Acclaimed author, stress expert, biologist and neuroscientist brings humor and humanity to sometimes sobering topics that affect our health and well-being.
October 21 - 24, 2019
Dr. Robert Sapolsky
Dr. Robert Sapolsky
As a boy in New York City, Robert M. Sapolsky dreamed of living inside the African dioramas in the Museum of Natural History. By the age of twenty-one, he made it to Africa and joined a troop of baboons choosing to live with them because they are perfect for learning about stress and stress-related diseases in humans. Although the life of a naturalist appealed to him because it was a chance to “get the hell out of Brooklyn,” he never really left people behind.
His gift for storytelling led The New York Times to suggest, “If you crossed Jane Goodall with a borscht-belt comedian, she might have written a book like A Primate’s Memoir,” Dr. Sapolsky’s account of his early years as a field biologist.
The uniqueness of Sapolsky’s perspective on the human condition comes from the ease with which he combines his insights from the field with his findings as a neuroscientist. For more than thirty years Sapolsky has divided his time between fieldwork with baboons and highly technical neurological research in the laboratory. As a result, he can effortlessly move from a discussion of pecking orders in primate societies (human and baboon) to an explanation of how neurotransmitters work during stress—and get laughs doing it.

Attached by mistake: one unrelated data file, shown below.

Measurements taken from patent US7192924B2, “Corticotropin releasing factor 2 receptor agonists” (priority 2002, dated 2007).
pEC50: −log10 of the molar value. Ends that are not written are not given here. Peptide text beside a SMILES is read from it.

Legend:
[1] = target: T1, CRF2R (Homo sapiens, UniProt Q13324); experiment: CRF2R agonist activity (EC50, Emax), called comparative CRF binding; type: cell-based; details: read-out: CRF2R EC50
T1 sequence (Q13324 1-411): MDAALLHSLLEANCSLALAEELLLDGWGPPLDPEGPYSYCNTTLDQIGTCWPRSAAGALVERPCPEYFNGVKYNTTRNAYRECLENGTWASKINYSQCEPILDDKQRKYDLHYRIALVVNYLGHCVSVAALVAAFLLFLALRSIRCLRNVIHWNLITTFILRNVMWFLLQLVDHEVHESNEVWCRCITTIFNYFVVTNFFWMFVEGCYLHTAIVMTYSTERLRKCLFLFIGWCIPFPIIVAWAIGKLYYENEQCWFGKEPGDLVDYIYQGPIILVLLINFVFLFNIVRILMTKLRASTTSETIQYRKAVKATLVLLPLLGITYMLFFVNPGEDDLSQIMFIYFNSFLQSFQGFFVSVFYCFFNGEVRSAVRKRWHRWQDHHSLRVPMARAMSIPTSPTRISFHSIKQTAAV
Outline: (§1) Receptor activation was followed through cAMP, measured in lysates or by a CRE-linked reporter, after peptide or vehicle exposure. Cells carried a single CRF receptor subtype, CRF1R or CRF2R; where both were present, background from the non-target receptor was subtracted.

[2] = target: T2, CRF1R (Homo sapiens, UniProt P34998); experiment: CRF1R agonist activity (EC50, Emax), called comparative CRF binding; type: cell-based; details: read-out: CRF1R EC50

In addition to A Primate’s Memoir, which won the 2001 Bay Area Book Reviewers Award in nonfiction, Sapolsky has written The Trouble with Testosterone, Why Zebras Don’t Get Ulcers, and Monkeyluv and Other Essays on our Lives as Animals. His most recent book, Behave: The Biology of Humans at Our Best and Worst, is a Washington Post Best Book of 2017, and also received the Los Angeles Times book prize. Dr. Sapolsky was awarded Rockefeller University’s Lewis Thomas Prize for Writing about Science for 2008, and his articles have appeared in publications such as Discover, The Los Angeles Times, The New Yorker, and The Wall Street Journal.
Dr. Sapolsky is a MacArthur “Genius” Fellow, a professor of biology and neurology at Stanford University, and a research associate with the Institute of Primate Research at the National Museum of Kenya. In 2008, National Geographic and PBS aired an hour-long special on stress featuring Dr. Sapolsky and his research on the subject. The humor and humanity he brings to sometimes sobering subject matter make Dr. Sapolsky a fascinating speaker, lecturing widely on topics as diverse as stress and stress-related diseases, baboons, the biology of our individuality, the biology of religious belief, the biology of memory, schizophrenia, depression, aggression, and Alzheimer’s disease.